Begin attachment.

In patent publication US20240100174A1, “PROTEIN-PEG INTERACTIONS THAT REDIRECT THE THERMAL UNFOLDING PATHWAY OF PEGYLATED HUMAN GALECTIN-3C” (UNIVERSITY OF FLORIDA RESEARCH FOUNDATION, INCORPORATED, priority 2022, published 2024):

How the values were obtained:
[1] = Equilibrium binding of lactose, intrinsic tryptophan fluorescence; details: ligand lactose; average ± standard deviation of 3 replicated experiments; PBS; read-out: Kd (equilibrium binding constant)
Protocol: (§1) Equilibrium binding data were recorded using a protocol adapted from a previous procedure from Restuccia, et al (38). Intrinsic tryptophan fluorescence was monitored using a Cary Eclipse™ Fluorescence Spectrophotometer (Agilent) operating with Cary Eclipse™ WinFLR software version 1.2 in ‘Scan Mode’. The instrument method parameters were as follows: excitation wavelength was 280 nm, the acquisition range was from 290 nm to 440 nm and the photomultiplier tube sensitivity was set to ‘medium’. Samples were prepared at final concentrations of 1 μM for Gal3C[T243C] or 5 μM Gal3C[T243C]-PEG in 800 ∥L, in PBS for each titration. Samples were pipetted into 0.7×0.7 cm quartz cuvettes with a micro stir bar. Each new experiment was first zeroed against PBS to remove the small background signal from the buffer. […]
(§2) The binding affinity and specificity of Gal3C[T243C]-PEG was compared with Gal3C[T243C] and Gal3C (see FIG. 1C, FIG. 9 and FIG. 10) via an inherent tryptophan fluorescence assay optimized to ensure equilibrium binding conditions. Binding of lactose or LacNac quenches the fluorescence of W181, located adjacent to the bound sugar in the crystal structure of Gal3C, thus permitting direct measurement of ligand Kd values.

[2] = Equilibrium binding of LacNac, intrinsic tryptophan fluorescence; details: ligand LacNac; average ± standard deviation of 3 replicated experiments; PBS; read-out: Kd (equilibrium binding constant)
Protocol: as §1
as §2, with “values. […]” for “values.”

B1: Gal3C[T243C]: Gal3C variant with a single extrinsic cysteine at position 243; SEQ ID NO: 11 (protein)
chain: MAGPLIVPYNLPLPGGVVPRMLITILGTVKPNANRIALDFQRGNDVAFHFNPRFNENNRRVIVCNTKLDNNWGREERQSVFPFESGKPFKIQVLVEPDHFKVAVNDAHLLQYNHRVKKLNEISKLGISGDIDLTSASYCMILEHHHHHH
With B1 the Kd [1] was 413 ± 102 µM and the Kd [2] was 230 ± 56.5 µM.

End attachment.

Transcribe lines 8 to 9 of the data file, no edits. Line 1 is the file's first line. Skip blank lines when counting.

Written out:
as §2, with “values. […]” for “values.”

B1: Gal3C[T243C]: Gal3C variant with a single extrinsic cysteine at position 243; SEQ ID NO: 11 (protein)